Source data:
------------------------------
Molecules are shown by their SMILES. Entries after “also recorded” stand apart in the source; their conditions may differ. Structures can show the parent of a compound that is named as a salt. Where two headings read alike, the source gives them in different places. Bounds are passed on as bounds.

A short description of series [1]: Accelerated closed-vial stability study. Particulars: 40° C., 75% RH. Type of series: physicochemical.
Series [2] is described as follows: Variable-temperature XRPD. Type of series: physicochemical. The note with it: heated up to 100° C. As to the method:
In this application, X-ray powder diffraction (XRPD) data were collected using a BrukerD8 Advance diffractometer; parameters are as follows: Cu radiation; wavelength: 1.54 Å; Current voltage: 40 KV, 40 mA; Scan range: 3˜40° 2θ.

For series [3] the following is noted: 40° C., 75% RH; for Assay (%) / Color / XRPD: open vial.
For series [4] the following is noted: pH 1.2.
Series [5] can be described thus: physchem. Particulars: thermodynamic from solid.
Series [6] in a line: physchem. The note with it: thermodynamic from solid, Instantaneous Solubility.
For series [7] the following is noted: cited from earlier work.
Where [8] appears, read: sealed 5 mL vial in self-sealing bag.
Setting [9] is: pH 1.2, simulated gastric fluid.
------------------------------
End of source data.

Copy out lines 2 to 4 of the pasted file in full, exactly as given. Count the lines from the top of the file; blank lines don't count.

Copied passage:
A short description of series [1]: Accelerated closed-vial stability study. Particulars: 40° C., 75% RH. Type of series: physicochemical.
Series [2] is described as follows: Variable-temperature XRPD. Type of series: physicochemical. The note with it: heated up to 100° C. As to the method:
In this application, X-ray powder diffraction (XRPD) data were collected using a BrukerD8 Advance diffractometer; parameters are as follows: Cu radiation; wavelength: 1.54 Å; Current voltage: 40 KV, 40 mA; Scan range: 3˜40° 2θ.